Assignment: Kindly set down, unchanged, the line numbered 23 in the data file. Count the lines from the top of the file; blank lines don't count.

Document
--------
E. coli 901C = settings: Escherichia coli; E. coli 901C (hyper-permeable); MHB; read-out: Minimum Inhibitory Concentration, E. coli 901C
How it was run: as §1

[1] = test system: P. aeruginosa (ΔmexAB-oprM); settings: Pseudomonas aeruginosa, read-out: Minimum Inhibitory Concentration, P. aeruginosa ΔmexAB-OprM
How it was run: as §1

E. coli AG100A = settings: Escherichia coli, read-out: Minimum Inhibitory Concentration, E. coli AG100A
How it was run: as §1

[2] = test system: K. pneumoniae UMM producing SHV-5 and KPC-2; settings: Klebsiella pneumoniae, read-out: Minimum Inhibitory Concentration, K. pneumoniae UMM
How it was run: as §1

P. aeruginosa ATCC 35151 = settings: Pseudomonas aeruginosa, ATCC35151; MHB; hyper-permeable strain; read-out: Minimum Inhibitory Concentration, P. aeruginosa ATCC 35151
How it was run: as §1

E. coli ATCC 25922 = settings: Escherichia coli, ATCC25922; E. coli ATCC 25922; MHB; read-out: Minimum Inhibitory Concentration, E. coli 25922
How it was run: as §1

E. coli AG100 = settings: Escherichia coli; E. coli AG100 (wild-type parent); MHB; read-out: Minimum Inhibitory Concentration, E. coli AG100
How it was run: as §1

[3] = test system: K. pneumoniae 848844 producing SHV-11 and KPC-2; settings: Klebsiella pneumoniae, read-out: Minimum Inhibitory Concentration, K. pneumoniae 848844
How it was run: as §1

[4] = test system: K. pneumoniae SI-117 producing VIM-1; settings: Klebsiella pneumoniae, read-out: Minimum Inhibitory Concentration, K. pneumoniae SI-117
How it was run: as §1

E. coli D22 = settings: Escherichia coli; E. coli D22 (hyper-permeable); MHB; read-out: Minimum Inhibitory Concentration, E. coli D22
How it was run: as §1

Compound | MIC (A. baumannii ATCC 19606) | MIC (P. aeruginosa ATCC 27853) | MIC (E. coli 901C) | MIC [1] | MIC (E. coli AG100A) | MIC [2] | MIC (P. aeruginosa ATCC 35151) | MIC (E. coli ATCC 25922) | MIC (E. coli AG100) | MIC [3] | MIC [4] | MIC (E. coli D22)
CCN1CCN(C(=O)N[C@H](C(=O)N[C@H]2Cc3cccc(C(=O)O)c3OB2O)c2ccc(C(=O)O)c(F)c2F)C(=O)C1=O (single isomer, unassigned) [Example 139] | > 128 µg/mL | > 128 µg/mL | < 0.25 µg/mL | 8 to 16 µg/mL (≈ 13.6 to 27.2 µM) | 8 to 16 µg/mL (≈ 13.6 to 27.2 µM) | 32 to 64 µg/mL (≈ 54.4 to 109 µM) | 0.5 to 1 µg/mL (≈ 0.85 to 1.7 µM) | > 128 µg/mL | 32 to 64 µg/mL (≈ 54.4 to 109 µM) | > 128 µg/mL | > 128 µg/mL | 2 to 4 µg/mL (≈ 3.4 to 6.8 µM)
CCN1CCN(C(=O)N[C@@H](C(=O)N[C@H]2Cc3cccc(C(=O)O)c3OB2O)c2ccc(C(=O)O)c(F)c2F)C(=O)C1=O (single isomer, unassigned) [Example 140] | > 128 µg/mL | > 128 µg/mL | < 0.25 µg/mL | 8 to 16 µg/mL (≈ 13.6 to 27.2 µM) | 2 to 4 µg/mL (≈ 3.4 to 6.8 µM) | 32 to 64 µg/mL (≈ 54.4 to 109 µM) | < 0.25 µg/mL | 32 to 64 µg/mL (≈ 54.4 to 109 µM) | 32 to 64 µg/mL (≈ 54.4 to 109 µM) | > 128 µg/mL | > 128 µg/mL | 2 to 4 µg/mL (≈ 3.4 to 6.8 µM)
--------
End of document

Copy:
CCN1CCN(C(=O)N[C@@H](C(=O)N[C@H]2Cc3cccc(C(=O)O)c3OB2O)c2ccc(C(=O)O)c(F)c2F)C(=O)C1=O (single isomer, unassigned) [Example 140] | > 128 µg/mL | > 128 µg/mL | < 0.25 µg/mL | 8 to 16 µg/mL (≈ 13.6 to 27.2 µM) | 2 to 4 µg/mL (≈ 3.4 to 6.8 µM) | 32 to 64 µg/mL (≈ 54.4 to 109 µM) | < 0.25 µg/mL | 32 to 64 µg/mL (≈ 54.4 to 109 µM) | 32 to 64 µg/mL (≈ 54.4 to 109 µM) | > 128 µg/mL | > 128 µg/mL | 2 to 4 µg/mL (≈ 3.4 to 6.8 µM)